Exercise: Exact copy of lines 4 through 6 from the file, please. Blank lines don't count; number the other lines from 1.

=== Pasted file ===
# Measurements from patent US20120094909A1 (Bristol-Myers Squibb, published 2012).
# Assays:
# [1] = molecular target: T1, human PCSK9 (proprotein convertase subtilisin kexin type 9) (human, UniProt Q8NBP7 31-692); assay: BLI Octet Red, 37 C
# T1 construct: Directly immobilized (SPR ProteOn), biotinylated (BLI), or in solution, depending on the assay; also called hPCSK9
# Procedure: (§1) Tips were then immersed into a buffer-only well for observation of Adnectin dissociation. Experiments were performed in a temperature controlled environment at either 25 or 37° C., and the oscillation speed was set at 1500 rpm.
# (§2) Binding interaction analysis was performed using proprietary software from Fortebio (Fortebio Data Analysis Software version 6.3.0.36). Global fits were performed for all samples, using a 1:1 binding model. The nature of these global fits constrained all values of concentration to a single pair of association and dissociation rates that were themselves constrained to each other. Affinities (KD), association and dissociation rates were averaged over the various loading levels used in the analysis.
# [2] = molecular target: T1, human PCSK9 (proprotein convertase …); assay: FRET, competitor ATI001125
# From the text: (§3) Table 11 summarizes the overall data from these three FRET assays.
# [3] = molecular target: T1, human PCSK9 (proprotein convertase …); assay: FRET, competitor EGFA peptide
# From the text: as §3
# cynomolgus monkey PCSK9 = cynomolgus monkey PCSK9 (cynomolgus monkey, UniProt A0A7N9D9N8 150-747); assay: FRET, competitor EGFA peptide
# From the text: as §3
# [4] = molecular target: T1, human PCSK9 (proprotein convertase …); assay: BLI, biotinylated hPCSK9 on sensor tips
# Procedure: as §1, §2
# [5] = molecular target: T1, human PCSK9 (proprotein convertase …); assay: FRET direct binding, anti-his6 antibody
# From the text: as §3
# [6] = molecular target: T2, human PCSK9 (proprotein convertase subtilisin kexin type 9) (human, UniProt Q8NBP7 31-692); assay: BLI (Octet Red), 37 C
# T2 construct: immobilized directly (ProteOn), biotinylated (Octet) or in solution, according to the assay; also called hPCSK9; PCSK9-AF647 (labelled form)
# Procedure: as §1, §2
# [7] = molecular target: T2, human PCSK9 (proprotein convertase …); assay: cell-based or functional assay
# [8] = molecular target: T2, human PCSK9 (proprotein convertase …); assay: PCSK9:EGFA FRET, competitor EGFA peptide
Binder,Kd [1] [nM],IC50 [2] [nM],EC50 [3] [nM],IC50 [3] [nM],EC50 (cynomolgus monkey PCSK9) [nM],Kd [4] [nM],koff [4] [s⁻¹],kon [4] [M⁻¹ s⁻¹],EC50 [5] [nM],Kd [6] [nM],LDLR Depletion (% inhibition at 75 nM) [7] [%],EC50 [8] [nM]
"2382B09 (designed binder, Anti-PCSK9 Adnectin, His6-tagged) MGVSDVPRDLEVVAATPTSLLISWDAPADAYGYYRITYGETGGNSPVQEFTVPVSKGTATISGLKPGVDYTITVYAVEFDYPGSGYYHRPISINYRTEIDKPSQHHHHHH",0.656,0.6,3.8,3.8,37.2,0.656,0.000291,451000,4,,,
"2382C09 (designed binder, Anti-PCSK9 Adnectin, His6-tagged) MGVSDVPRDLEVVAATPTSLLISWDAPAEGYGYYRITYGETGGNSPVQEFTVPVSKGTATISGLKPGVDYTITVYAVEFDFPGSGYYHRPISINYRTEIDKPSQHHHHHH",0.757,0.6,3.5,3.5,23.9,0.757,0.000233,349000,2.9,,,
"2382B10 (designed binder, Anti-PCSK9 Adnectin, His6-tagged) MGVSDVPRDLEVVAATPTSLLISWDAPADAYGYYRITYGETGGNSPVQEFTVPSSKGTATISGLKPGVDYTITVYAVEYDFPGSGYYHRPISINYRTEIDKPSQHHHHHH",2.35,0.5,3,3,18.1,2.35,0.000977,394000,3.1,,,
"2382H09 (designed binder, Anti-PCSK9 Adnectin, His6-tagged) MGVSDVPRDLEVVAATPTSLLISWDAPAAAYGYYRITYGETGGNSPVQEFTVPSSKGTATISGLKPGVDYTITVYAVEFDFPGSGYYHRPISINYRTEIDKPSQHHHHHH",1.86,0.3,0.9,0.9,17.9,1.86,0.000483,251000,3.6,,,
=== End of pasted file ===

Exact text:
# T1 construct: Directly immobilized (SPR ProteOn), biotinylated (BLI), or in solution, depending on the assay; also called hPCSK9
# Procedure: (§1) Tips were then immersed into a buffer-only well for observation of Adnectin dissociation. Experiments were performed in a temperature controlled environment at either 25 or 37° C., and the oscillation speed was set at 1500 rpm.
# (§2) Binding interaction analysis was performed using proprietary software from Fortebio (Fortebio Data Analysis Software version 6.3.0.36). Global fits were performed for all samples, using a 1:1 binding model. The nature of these global fits constrained all values of concentration to a single pair of association and dissociation rates that were themselves constrained to each other. Affinities (KD), association and dissociation rates were averaged over the various loading levels used in the analysis.